On the other hand, 23-year-old Uzair Khan is annoyed with his elders for allowing the dholwallah to come to their street. “The dhol creates unnecessary noise,” says Uzair. “It is an un-Islamic tradition adopted by our forefathers unknowingly.” He is relieved that the tradition is disappearing.

Hussain, however, believes that waking people for sehri is not only a source of livelihood, it is a deed that the Almighty may reward him for in the after-life. It is his ancestral work and he learnt to play the dhol from his father. According to him, his forefathers have woken up the people of Peshawar since even before Partition. When there was no drum available, they would beat ghee canisters with a stick or play the tambourine and sing naats.

But Hussain does not want his sons to take on his traditional livelihood that pays too little. “We are daily wagers and I hardly earn 25,000 rupees a month,” says Hussain. “Although beating the drum outside Eid congregations pays little, sometimes people give anything from 50 rupees to 2,000 rupees, of their own will. With no weddings and festivities during the corona pandemic and with the lockdowns, we earn even less.”

“We usually take our children with us to weddings and festivities, and they learn to play while they are still young,” says Hussain. “Learning to play the dhol is not difficult and, if a person is really interested, he can learn the basics in two months. But to get expertise, you have to practise.”

But Hussain does not want his sons to take on his traditional livelihood that pays too little. “We are daily wagers and I hardly earn 25,000 rupees a month,” says Hussain. “Although beating the drum outside Eid congregations pays little, sometimes people give anything from 50 rupees to 2,000 rupees, of their own will. With no weddings and festivities during the corona pandemic and with the lockdowns, we earn even less. People don’t see us adding value to their lives anymore. I cannot acquire new skills to earn my livelihood at this age, nor can I do heavy labour, otherwise I would have been doing something else too.”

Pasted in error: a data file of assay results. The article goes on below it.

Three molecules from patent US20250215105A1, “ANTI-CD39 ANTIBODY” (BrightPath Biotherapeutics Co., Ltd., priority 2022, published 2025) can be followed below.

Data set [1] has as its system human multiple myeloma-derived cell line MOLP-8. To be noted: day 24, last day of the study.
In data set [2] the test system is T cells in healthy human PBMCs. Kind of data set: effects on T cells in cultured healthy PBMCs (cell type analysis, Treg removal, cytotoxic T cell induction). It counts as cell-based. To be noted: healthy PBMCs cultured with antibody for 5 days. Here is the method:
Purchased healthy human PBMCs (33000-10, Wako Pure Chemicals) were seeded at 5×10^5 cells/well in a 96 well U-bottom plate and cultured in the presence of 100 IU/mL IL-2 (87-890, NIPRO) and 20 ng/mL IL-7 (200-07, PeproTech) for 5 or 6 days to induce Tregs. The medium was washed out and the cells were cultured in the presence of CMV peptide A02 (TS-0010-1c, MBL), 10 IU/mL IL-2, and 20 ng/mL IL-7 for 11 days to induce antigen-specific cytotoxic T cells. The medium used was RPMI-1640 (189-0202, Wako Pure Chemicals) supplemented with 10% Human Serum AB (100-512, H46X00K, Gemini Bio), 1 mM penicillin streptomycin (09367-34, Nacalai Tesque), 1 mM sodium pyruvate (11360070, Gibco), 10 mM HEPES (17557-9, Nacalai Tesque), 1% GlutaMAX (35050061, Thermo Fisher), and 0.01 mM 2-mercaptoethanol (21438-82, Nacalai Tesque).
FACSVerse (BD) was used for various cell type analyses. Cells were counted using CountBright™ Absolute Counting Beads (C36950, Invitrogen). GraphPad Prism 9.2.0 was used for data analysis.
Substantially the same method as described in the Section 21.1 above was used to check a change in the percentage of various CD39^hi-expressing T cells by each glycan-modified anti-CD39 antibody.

With Hussain’s encouragement and support, Hussain’s sons who learnt to play the drum from him, have branched out as so-called disc jockeys, and play music at weddings and other festivities. “Since we could not benefit from the PM’s Ehsaas programme or any other compensation during the pandemic, some of us have put funds together for our sons to drive a taxi or open a small grocery shop.”

This is tragic.

“Tradition and culture give people identity and adds richness to their lives,” says Saeed Ahmad Sahil, a Pashto writer, poet and researcher. “This centuries-old tradition has its origins in Central Asia. After the Afghan and Pashtun regions, it reached interior Sindh and Kashmir. A few months ago, a video from Afghanistan went viral on social media in which allegedly the Taliban burnt not only musical instruments but shaved the heads of the artists too. Religious extremism is unhealthy and discourages those who earn their livelihood through art and talent.”

As Hussain reaches the last door of his assigned streets, he can see lights on in people’s houses, hear the sounds of the radio or TV from inside, and smell the parathas being fried in their kitchens.

He may feel sad about the youngsters who don’t realise the value of tradition and culture. He may recall wistfully that, at one time, he would wake up more than 1,500 houses for sehri in Chaka Gali, Hashtnagri. But for now, the satisfaction he gets from accomplishing his job in these streets is enough.

The writer is a freelance journalist based in Peshawar. He tweets at @Wasim_Chashmato


This article was originally published in Dawn, EOS, May 9th, 2021